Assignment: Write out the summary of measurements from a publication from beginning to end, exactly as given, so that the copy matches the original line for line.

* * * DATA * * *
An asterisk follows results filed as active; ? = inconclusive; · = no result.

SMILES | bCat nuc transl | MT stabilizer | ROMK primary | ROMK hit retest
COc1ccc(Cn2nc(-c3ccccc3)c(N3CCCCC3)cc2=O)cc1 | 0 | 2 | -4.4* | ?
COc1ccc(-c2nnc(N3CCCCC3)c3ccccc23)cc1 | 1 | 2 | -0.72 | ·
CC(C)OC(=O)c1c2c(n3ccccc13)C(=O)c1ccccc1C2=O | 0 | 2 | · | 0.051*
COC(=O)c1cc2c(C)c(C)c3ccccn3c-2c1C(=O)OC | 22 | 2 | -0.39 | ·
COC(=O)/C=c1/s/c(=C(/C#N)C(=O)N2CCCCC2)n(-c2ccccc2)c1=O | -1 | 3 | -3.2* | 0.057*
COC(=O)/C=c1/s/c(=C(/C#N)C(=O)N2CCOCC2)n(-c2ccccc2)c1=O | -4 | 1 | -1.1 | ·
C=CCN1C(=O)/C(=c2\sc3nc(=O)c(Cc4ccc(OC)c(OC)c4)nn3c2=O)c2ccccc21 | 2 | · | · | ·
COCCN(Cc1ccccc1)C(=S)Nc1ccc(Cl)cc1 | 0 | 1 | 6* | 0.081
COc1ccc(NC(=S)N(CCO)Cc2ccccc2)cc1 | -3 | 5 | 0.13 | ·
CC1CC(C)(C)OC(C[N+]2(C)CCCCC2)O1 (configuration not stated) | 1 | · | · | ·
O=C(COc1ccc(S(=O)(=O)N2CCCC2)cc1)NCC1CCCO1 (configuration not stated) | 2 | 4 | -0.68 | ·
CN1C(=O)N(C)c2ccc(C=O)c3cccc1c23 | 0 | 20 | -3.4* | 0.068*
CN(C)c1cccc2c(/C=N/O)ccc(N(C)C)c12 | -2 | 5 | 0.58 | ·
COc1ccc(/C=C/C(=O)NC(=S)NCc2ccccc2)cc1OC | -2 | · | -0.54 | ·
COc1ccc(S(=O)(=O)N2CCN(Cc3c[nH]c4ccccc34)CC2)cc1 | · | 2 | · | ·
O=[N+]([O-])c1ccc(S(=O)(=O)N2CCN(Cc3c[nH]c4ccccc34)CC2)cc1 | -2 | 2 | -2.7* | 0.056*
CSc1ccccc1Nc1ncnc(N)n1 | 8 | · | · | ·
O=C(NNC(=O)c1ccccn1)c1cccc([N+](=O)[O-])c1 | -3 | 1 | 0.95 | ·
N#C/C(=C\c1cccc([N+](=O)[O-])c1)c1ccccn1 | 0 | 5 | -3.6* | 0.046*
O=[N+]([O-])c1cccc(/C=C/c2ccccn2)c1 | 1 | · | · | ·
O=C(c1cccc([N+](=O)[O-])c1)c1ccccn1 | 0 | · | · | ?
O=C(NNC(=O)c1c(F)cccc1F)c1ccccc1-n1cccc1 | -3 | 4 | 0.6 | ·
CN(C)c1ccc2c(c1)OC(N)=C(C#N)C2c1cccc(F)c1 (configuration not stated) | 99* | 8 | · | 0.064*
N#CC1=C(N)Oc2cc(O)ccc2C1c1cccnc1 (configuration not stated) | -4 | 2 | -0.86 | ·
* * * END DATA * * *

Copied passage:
An asterisk follows results filed as active; ? = inconclusive; · = no result.

SMILES | bCat nuc transl | MT stabilizer | ROMK primary | ROMK hit retest
COc1ccc(Cn2nc(-c3ccccc3)c(N3CCCCC3)cc2=O)cc1 | 0 | 2 | -4.4* | ?
COc1ccc(-c2nnc(N3CCCCC3)c3ccccc23)cc1 | 1 | 2 | -0.72 | ·
CC(C)OC(=O)c1c2c(n3ccccc13)C(=O)c1ccccc1C2=O | 0 | 2 | · | 0.051*
COC(=O)c1cc2c(C)c(C)c3ccccn3c-2c1C(=O)OC | 22 | 2 | -0.39 | ·
COC(=O)/C=c1/s/c(=C(/C#N)C(=O)N2CCCCC2)n(-c2ccccc2)c1=O | -1 | 3 | -3.2* | 0.057*
COC(=O)/C=c1/s/c(=C(/C#N)C(=O)N2CCOCC2)n(-c2ccccc2)c1=O | -4 | 1 | -1.1 | ·
C=CCN1C(=O)/C(=c2\sc3nc(=O)c(Cc4ccc(OC)c(OC)c4)nn3c2=O)c2ccccc21 | 2 | · | · | ·
COCCN(Cc1ccccc1)C(=S)Nc1ccc(Cl)cc1 | 0 | 1 | 6* | 0.081
COc1ccc(NC(=S)N(CCO)Cc2ccccc2)cc1 | -3 | 5 | 0.13 | ·
CC1CC(C)(C)OC(C[N+]2(C)CCCCC2)O1 (configuration not stated) | 1 | · | · | ·
O=C(COc1ccc(S(=O)(=O)N2CCCC2)cc1)NCC1CCCO1 (configuration not stated) | 2 | 4 | -0.68 | ·
CN1C(=O)N(C)c2ccc(C=O)c3cccc1c23 | 0 | 20 | -3.4* | 0.068*
CN(C)c1cccc2c(/C=N/O)ccc(N(C)C)c12 | -2 | 5 | 0.58 | ·
COc1ccc(/C=C/C(=O)NC(=S)NCc2ccccc2)cc1OC | -2 | · | -0.54 | ·
COc1ccc(S(=O)(=O)N2CCN(Cc3c[nH]c4ccccc34)CC2)cc1 | · | 2 | · | ·
O=[N+]([O-])c1ccc(S(=O)(=O)N2CCN(Cc3c[nH]c4ccccc34)CC2)cc1 | -2 | 2 | -2.7* | 0.056*
CSc1ccccc1Nc1ncnc(N)n1 | 8 | · | · | ·
O=C(NNC(=O)c1ccccn1)c1cccc([N+](=O)[O-])c1 | -3 | 1 | 0.95 | ·
N#C/C(=C\c1cccc([N+](=O)[O-])c1)c1ccccn1 | 0 | 5 | -3.6* | 0.046*
O=[N+]([O-])c1cccc(/C=C/c2ccccn2)c1 | 1 | · | · | ·
O=C(c1cccc([N+](=O)[O-])c1)c1ccccn1 | 0 | · | · | ?
O=C(NNC(=O)c1c(F)cccc1F)c1ccccc1-n1cccc1 | -3 | 4 | 0.6 | ·
CN(C)c1ccc2c(c1)OC(N)=C(C#N)C2c1cccc(F)c1 (configuration not stated) | 99* | 8 | · | 0.064*
N#CC1=C(N)Oc2cc(O)ccc2C1c1cccnc1 (configuration not stated) | -4 | 2 | -0.86 | ·